The Young, The Bold, The Entrepreneurial
By Ed Temple, Drive Business Coaching
Drive Business Coaching and young entrepreneur, Brian, fonder of B-Pro Auto, will be attending SEWF 2013.
Readers that enjoyed this article may wish to check out the 2013 SEWF program streams "Collaboration" and "Social Innovation".
SEWF 2013 is reposting this article as part of an ongoing series of articles by or about SEWF 2013 attendees.
SEWF 2013 has an amazing array of speakers, but we didn’t want the event to be a passive experience of one-way communication. We know our attendees also have powerful insights to share – insights that can inform and inspire others and enhance the evolution of social enterprise and social innovation.
If you are a SEWF 2013 attendee and have created or want to create articles on key ideas, insights or issues relating to social enterprise or social innovation, we would be happy to post them. Please keep in mind that these articles cannot simply be profile pieces – that is what Sched is for.
Send your article to .
The feature picture is courtesy of Compfight / A Flickr Search Tool.
Ed: As a business coach I have the opportunity to work with a number of small business owners. For most business owners and leaders the bottom line is not the reason to get up each day.
The best bottom line results align profitability, creativity, passion and drive with one’s legacy.
My passion is to not only partner to help businesses grow and be successful but to partner to create a lasting legacy that transforms our globe. Social enterprise is a great opportunity to align business skills and drive with social change, which leaves a legacy one can be proud of.
I will attend SEWF with some young entrepreneurs in their mid-twenties. We anticipate a great opportunity to be inspired; to be informed about the future of social enterprise; and to network with other like-minded business people. Brian is one of these young entrepreneurs I will attend with. In his mid-twenties he has already started three businesses. His current business is going so well he is postponing his undergraduate degree to commit full time to his business. His current business, importing right hand drive cars, embraces social enterprise opportunities within its DNA.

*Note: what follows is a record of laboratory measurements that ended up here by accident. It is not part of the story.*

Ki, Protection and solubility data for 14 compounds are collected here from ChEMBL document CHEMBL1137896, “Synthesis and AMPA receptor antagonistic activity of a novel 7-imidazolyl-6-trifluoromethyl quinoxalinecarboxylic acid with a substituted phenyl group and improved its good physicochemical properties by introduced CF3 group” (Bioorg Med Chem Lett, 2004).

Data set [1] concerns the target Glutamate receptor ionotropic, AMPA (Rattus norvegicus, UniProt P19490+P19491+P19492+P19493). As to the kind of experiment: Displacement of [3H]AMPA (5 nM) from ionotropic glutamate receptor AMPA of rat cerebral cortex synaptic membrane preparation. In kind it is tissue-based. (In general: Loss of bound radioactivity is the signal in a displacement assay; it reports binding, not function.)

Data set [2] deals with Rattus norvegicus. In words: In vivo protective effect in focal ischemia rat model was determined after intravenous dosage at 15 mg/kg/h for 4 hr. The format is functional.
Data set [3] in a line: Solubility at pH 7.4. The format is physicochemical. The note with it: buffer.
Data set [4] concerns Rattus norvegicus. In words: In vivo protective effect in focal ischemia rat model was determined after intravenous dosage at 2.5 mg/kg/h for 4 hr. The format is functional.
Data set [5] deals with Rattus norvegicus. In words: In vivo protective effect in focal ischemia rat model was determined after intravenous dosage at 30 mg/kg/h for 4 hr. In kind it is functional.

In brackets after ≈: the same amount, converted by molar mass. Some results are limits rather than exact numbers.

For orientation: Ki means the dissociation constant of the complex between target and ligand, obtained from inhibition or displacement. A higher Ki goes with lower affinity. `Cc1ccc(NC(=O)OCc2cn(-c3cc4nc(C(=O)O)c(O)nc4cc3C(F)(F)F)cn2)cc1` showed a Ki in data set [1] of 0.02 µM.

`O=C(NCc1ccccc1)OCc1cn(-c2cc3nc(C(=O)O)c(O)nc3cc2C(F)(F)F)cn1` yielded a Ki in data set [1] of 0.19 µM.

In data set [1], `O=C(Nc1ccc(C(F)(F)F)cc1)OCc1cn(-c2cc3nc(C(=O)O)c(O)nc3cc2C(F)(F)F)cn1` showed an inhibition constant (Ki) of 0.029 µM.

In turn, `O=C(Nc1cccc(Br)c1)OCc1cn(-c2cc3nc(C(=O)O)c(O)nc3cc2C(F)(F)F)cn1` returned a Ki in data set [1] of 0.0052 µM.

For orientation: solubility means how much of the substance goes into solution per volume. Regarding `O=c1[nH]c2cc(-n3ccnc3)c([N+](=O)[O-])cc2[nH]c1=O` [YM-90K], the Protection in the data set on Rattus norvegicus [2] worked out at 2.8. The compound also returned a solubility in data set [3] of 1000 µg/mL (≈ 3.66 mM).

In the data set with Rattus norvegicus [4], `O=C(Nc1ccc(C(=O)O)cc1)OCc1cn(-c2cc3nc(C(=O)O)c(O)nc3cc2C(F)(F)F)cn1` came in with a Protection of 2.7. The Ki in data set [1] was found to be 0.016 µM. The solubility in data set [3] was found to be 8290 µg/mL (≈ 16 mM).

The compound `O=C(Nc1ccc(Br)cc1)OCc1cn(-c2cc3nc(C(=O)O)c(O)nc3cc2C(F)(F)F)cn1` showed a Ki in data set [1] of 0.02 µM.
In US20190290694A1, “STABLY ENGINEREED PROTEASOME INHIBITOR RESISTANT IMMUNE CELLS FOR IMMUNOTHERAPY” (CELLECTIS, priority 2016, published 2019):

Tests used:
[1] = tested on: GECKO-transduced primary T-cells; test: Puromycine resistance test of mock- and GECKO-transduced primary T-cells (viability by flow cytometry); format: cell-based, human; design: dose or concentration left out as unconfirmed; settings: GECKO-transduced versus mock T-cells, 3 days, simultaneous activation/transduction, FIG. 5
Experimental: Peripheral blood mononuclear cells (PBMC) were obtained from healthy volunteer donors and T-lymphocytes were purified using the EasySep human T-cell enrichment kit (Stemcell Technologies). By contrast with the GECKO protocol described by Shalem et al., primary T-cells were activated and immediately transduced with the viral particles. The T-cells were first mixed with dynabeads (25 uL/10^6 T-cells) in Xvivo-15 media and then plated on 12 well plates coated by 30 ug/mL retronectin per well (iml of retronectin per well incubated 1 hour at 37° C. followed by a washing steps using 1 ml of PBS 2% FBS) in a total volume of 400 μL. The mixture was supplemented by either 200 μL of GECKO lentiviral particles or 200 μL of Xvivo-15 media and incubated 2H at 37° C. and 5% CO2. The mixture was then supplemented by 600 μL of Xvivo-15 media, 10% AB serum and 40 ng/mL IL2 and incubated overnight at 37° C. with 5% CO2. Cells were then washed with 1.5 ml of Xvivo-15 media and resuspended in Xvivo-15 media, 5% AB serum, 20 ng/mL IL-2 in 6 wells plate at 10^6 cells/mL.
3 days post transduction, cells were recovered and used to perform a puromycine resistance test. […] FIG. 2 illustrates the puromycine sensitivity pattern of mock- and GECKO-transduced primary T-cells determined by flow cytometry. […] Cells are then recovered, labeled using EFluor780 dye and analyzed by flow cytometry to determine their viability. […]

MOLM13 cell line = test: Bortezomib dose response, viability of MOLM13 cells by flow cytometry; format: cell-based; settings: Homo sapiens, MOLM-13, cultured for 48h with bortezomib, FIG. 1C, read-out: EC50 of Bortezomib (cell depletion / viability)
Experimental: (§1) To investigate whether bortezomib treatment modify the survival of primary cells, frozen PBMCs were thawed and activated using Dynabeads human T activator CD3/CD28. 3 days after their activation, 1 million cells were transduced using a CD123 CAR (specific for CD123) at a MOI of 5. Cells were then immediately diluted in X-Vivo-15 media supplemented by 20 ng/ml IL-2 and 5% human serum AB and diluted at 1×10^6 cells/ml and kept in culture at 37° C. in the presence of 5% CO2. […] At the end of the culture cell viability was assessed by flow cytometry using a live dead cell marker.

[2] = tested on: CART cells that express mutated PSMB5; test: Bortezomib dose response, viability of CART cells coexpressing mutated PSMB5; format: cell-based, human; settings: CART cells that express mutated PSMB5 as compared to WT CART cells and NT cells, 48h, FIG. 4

Not only is Brian growing a successful business but he and two partners have started a non-profit in order to build an orphanage in Guatemala.
I interviewed Brian to understand better his motivation and expectations for SEWF.
Ed: Tell me about your first business and the most important lesson you learned?
Brian: My first business was a concrete coatings company called B-Pro Concrete Enhancement. The lesson that I took away from that company is to never trust the weather in Calgary ha ha! More significantly though, I learned the value of portraying my business as a solution to client’s real and tangible needs. You can talk all you want about the product you carry and the process you use,
but people become truly interested when you help them to recognize a need that they have, and show them why you have the solution to that need.
When I realized and implemented this into the way I advertised a spike with clients took my business to a whole new level.
Ed: What excites you the most about the future opportunity of social enterprise in your current business?
Brian: One of the most alluring aspects of business ownership is finding ways to impact your community both locally and globally. It requires innovative thinking to figure out how to integrate social change into a business model. I think it’s good for business owners to give back to the community through donations,
but I get most excited when I can find a way to use the specific skills, resources, and connections in my business to have a social impact.
And there are ways to do this without creating a drain on the business; in fact I think you can have a thriving business while facilitating social change.
Ed: Help me understand how your current business is creating social change?
Brian: Well first off, the whole allure of entrepreneurship in my opinion is to have freedom, both with one’s time and finances, in order to fully focus on helping others and poverty alleviation. But there are also some unique opportunities within the business itself to create social change. Last summer, we fundraised to send a truck from my contacts in Japan to an organization in Ethiopia called Hope Ethiopia. And we are currently working on importing several vehicles into Guatemala for an organization called Impact Ministries.